If there’s one thing I’ve learned from BBC America, it’s that British reality shows are just as stupid as ours. And if there are two things I’ve learned from BBCA, the other one has to do with the stunning amount of cash all Brits keep in their attics. But back to the reality shows, their relative horrors are both depressing and reassuring in that I’m sad the whole of British society isn’t as tweedy and upper class as I’d like, but I’m also a little glad America’s is not the only culture willing to mock our freaks while pretending to help them. On television.
Most recently, I watched a show called How Do You Solve a Problem Like Maria?, in which a bevvy of beautiful singers and performers vie for the lead role in a production of The Sound of Music. And I don’t mean “beautiful” in the “well, pretty for a British chick” sense. These women are actually attractive. Symmetrical and everything.
They sing and dance for the judges, and that makes sense. But they also have to take part in the standard reality competition show bullshit like boot camp and whatnot. Pity the poor host who has to pretend scaling a muddy brick wall in army fatigues has something to do with pulling off a matinee performance of Into the Woods.
The panel of judges includes John Barrowman of Doctor Who, Torchwood, and awful pop songs fame. I watch Doctor Who, so I know who he is. He’s also American, which helps. The other judges aren’t as familiar to me, since they speak in this weird, effeminate, vowely accent. Oh, and Andrew Lloyd Webber himself is the final arbiter. A sort of skeezy, pedo-looking executioner of dreams. The girls he banishes to the scrap heap have to sing So Long, Farewell before their betters. It’s like a live-action Abu Ghraib photo.
And terrible reality television seems to have spread through the rest of the world as well. Sure, we’re all familiar with the things that happen in front of Japanese TV cameras. But since their screaming, scatological game shows aren’t much different than the rest of their entertainments, I don’t think they count.
Turkey’s Penitents Compete, however, does. It’s a new game show wherein a Muslim imam, a Catholic priest, a rabbi, and a Buddhist monk all compete to win the hearts and minds of atheists. If one of these religious figures succeeds in converting a non-believer, the former atheist “wins” a trip to the pilgrimage sight most revered by his or her new religion. It’s sort of like The Gong Show, except that giant cane doesn’t drag you off stage so much as drag you to hell.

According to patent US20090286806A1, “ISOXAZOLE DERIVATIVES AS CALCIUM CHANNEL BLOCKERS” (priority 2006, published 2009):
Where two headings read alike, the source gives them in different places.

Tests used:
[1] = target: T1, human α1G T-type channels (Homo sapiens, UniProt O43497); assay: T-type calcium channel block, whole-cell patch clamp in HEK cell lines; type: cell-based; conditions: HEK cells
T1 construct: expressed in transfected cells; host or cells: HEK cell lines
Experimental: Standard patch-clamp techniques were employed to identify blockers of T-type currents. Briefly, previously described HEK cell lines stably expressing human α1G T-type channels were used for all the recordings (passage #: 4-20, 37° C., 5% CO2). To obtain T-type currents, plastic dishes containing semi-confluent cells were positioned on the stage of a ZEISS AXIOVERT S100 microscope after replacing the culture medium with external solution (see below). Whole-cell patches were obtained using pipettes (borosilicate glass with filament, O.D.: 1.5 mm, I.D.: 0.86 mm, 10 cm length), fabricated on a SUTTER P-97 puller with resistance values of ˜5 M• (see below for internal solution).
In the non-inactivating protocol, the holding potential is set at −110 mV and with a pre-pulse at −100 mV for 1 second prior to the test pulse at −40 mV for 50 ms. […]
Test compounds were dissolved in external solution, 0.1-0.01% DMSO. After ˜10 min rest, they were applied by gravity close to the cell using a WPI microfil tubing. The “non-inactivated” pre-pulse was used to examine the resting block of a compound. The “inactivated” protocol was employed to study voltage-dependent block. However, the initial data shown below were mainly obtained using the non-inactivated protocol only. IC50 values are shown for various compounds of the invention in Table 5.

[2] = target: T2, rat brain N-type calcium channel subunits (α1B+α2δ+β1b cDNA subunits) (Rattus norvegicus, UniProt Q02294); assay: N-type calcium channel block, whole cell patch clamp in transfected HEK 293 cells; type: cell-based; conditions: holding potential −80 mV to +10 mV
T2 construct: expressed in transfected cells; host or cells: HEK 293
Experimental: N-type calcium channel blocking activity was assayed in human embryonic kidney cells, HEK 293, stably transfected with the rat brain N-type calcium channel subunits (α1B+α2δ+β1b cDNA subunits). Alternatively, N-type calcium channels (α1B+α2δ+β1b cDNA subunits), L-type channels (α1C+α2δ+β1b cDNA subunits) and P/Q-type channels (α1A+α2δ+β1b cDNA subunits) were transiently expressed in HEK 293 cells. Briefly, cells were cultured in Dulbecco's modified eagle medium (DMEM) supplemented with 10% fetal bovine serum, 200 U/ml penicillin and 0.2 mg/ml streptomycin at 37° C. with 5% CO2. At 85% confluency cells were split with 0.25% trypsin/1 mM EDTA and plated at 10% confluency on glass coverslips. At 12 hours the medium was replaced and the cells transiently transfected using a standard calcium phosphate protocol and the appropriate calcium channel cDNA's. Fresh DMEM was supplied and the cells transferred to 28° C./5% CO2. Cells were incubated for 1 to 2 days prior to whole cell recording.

Of course, Turkey’s religious blowhards are all upset. I mean seriously, it’s like these people would get bent out of shape over a political cartoon or something. Turkey is a secular country in that there probably isn’t an imam pulling strings attached to the prime minister’s joints, but with a 99% Muslim population, you’d better believe the Islamic clergy has a say in what goes down within its borders. They say Penitents Compete is a slap in the face of religion. That it cheapens faith. That God shouldn’t be used as entertainment.
I’ll give them a pass on the entertainment thing, since I’m sure they’ve never seen Jesus Christ Superstar. I would suggest they might be swayed by a production of Muhammad Superstar, but aside from having a shitty title, it’s really difficult to launch an entertaining show when the lead actor’s face has to be blurred.
But I agree with the producers of Penitents Compete that their show doesn’t cheapen religion at all. In fact, it deepens respect for religion by making sure no one will live without it. See, they hate atheists, and they believe this show will offer contestants the greatest prize of all: belief in God.
Now, a cynic might say that no one can really make such a life-altering shift in his basic beliefs within the confines of an hour-long game show, but I’ve seen otherwise rational people go apeshit after a semi-successful game of Plinko. Miracles happen.
You might also say that the inclusion of a Buddhist monk has nothing to do with God, as Buddhism isn’t an Abrahamic religion and doesn’t require a belief in any kind of deity. But I’d argue that a belief in karma is just as idiotic as a belief in an invisible sky god who cries when you masturbate. Even worse, since if you believe in karma, you also necessarily believe that all cripples deserve it.
So maybe it’s not belief in God that Penitents Compete is championing. It’s just belief in something. Anything. And it doesn’t take some kind of primitive, sun-worshiping cannibal to know belief in something is better than belief in nothing.
Behind every great book adaptation is a forgettable first try. — By Ryan Covey